It wasn’t that long ago when the word “redevelopment” was associated with churches in need… maybe even in peril. Some of these faith communities sought grants to repurpose buildings left vacuous by membership migration and/or declining interest in church overall. Some just needed some revitalization and renewal regarding welcoming practices (guest parking, good signage, revamp the nursery for children, train friendly greeters, etc.). Often there were mass mailings to local zip codes to inform the public about your church and your programming. Occasionally, there might be some activity in which to invite the community. All of this is/was well-intentioned, but it was based on a false assumption: people are going to be drawn to us and come into our doors, if we do all the right things.
As you know, the culture has been shifting for a long time. In a 2020 Pew research study 65% of adults identified as Christian compared to 85% in 1990. This statistic points to the reality that, like it or not, all churches need to see themselves as perennially redeveloping churches. Our buildings may be in great shape and our worship and programming sharp, but our spiritual infrastructure, our sense of values, mission, and vision may need a serious overhaul. Very, very few people are going to come to us because we think they should (and certainly not enough to make up for the attrition of membership due to death and migration away from Christianity).
So what now? What does redevelopment-for-the-rest-of-us look like in 2021? The answer is so simple… and so hard. Take a deep breath. Here it comes. To be faithful to our mission, we must re-learn what it means to be a kind and attentive neighbor again. We must relearn our neighborhoods. We must know our neighbors and allow them to know us. How can we know what it means to redevelop our churches for the sake of our neighbors if we don’t know who they are? What if the work of the Spirit and the opportunity we have been praying for, is happening outside the walls of the church, hidden in plain sight, and waiting for our “yes?”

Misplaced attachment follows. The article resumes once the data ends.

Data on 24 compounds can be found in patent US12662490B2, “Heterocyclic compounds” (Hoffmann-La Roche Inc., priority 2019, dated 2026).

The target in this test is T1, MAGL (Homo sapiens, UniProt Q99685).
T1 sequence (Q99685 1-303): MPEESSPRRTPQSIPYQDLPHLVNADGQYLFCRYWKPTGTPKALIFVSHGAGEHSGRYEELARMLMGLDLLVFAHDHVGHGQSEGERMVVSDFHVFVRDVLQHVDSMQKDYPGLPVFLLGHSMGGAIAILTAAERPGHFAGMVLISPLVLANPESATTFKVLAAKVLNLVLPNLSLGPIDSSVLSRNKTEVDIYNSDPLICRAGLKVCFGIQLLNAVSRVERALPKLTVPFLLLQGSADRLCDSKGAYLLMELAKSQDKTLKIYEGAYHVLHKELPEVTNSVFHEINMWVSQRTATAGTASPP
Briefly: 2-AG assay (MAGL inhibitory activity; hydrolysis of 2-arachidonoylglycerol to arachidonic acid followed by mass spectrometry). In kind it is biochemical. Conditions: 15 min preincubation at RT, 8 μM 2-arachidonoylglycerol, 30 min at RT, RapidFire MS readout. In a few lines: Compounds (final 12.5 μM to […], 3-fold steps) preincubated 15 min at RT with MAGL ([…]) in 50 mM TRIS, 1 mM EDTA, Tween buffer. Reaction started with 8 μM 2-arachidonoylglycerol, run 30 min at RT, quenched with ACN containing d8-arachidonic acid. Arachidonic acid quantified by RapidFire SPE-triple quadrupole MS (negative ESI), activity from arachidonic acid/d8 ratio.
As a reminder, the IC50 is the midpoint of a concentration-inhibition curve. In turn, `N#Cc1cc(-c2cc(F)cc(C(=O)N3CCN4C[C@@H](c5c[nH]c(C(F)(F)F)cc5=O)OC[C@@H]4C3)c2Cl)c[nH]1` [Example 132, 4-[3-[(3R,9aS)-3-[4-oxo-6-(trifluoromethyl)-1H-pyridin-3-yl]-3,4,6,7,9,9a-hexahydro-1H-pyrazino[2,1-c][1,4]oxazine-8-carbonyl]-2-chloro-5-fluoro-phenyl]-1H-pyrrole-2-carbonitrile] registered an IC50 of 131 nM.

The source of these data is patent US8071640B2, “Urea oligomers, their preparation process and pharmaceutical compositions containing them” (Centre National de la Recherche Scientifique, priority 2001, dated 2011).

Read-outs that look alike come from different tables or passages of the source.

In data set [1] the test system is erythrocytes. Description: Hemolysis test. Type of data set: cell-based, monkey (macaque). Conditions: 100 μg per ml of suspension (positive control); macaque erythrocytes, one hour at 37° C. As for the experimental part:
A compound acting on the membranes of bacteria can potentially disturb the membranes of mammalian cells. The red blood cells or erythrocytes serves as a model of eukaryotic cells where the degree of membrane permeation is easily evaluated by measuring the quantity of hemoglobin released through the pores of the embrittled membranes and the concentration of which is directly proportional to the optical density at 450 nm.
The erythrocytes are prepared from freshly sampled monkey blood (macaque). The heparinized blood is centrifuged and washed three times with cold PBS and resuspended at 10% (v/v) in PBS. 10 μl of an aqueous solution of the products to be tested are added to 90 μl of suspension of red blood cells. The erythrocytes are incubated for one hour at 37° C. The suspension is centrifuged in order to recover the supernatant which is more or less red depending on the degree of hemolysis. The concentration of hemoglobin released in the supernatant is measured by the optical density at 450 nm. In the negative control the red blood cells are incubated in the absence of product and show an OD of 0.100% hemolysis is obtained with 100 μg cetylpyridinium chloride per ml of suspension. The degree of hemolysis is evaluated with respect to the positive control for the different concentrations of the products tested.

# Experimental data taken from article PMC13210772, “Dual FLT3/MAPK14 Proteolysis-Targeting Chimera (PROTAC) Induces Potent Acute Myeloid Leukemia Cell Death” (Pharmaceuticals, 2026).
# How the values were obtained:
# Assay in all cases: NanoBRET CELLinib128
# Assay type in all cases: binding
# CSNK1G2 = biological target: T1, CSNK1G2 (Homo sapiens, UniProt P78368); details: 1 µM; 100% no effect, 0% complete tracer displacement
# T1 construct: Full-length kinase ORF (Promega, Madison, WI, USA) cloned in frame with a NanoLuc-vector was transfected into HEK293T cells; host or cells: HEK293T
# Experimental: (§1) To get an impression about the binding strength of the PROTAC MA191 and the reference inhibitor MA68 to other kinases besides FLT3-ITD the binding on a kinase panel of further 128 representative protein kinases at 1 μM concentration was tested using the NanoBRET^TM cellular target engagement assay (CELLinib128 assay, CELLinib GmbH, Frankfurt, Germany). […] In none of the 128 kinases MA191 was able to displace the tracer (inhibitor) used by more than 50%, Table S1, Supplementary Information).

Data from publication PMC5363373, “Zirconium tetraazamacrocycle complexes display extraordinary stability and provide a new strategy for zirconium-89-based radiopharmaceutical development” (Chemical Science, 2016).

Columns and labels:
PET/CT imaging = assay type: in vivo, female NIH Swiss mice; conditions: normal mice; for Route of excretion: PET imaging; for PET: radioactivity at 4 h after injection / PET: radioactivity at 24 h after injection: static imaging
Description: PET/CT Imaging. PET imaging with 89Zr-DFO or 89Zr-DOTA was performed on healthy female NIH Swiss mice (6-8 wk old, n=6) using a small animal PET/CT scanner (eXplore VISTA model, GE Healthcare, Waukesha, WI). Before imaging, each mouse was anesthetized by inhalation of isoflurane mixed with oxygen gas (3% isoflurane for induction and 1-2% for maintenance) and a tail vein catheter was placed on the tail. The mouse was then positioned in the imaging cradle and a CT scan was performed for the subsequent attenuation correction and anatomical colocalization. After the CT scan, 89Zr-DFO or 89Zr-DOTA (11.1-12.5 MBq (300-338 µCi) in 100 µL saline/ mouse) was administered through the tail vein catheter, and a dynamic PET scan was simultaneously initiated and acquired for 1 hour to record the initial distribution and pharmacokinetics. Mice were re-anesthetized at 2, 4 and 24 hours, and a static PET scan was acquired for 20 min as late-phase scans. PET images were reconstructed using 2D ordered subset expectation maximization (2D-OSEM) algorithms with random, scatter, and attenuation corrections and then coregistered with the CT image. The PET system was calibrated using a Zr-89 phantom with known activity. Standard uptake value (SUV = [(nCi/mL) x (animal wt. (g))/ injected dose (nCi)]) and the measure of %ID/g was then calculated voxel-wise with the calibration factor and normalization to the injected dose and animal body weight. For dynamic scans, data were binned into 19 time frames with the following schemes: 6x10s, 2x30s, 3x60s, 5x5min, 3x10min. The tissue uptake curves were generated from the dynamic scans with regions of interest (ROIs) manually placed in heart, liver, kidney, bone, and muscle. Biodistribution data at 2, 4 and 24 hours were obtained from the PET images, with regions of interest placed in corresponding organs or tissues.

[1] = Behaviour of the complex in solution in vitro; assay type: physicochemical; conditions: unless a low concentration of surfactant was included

What will our “yes” look like? Perhaps it starts with a simple awareness of possibility as you show up more and more in the community’s businesses or attend the neighborhood association meeting. Perhaps you volunteer at a local non-profit or invite church members on regular neighborhood walks. Whom do you meet and invite into conversation? How do you talk about what your faith community means to you?
Another way of coming to know your neighbors is through mapping and local demographics. The make-up of neighborhoods is not static. People and businesses are always coming and going, and landscapes change as “progress” comes to our doors in the shape of new buildings and roads. At FaithX we provide data and demographics in approachable and compelling ways. Through the Neighborhood Missional Intelligence Report, you can add fresh perspective, depth, and texture to your understanding of your church’s neighborhood, and when coupled with even limited consulting, you will begin to see new possibilities for connection, resources, and potential new partners.
In the example below, some initial observations that invite curiosity include the following: a growth rate in this area more than twice the national average, near equally dispersed age grouping, more homeowners than renters, and lower levels of poverty. While the area is becoming more diverse (a growing LatinX community), the diversity index is relatively low. For all of it’s signs of vitality, this community has a higher than normal crime index.
I wonder how a church in this community might use this information to host community conversations about issues of relevance (like sustainable growth or crime). Perhaps the church might explore ministry alongside the LatinX community. If the median age is 43, where might church members go to engage the larger community?
What will be your next step in redevelopment? How will you step into closer relationship with those outside of your church? What tools/skills/partners will you need? Pope Francis says “Life is a journey. When we stop, things don’t go right.” As people of faith, we don’t stop. We pray, we discern, we engage, we pay attention, and we move forward as a community.